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Research - Medieval Cooking - Fruits

Now we will look at the fruits that were available.

Interestingly enough, nobles did not eat a lot of fruit as evidenced by their poor teeth/bone health. They thought fruit was for the poorer classes. It is known they did eat dates, an expensive and exotic import from Northern Africa.

According to the website Middle Life and Times - the following fruits were imported into Europe:
  • Apricot - from Armenia
  • Plums - from Syria
  • Peach - from Persia
  • Cherry from Cerasus
  • Lemon - from Media
  • Pomegranate and Quince - from Crete
  • Pear and Apple - from Greece
  • Oranges - from China
Wild cherries, raspberries, red currants, and strawberries grew locally. Quince was used as a dried perserve and to season meat. Eventually melons were introduced into gardens.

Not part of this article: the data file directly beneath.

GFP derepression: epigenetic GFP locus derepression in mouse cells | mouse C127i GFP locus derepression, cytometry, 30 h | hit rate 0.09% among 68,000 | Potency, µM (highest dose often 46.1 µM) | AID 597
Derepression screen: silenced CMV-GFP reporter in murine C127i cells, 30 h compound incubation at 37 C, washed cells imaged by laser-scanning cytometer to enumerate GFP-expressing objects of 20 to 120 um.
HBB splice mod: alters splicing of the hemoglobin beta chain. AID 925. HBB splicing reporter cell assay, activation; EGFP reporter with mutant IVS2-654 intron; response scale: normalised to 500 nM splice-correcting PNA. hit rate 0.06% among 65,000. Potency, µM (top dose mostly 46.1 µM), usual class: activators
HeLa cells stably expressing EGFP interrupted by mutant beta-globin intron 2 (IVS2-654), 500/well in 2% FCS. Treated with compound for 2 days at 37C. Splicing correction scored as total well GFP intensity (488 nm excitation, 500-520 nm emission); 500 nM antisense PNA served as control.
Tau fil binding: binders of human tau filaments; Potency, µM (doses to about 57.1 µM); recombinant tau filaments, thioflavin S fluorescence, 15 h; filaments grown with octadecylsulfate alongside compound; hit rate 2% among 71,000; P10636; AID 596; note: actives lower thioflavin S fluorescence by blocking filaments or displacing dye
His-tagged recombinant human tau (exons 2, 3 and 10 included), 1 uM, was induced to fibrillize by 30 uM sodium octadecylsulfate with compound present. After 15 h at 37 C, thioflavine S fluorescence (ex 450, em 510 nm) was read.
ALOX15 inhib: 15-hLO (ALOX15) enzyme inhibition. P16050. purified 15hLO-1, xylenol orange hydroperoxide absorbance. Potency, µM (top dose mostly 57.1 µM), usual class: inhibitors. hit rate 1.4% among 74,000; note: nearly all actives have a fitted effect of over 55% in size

Fruits that have disappeared include sarb and carob.
Romans used a citrus fruit called a citron which no doubt made it to European hands.

Medieval Cookery has a wonderful, detailed listing by date of fruits and their varieties.

Old Cook has some interesting information about the different fruits and origins. For example, the orange. During the early middle ages, only the bitter orange was known (which was too bitter to eat outright) and the sweet orange (that is edible without cooking) wasn't known until the 15th century. Other fruits include blackberry, figs, and apricots. The site even includes a few recipes.

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